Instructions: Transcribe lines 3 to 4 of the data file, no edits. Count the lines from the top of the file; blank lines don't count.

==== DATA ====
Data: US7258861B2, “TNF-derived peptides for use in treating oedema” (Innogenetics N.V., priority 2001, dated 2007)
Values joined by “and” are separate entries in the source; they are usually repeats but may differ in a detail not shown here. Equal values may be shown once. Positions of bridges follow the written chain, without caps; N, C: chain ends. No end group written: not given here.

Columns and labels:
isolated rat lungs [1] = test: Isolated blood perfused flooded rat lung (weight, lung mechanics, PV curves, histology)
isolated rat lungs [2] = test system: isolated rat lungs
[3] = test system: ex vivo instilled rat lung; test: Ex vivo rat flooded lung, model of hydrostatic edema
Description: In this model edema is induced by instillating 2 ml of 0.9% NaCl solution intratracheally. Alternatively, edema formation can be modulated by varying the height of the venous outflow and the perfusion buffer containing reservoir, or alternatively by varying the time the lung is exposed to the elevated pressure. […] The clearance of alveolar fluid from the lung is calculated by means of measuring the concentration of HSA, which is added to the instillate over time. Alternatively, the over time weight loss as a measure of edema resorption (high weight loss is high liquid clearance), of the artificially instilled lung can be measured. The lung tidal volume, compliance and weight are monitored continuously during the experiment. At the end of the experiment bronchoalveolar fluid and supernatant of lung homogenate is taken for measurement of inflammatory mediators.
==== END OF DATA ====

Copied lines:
Columns and labels:
isolated rat lungs [1] = test: Isolated blood perfused flooded rat lung (weight, lung mechanics, PV curves, histology)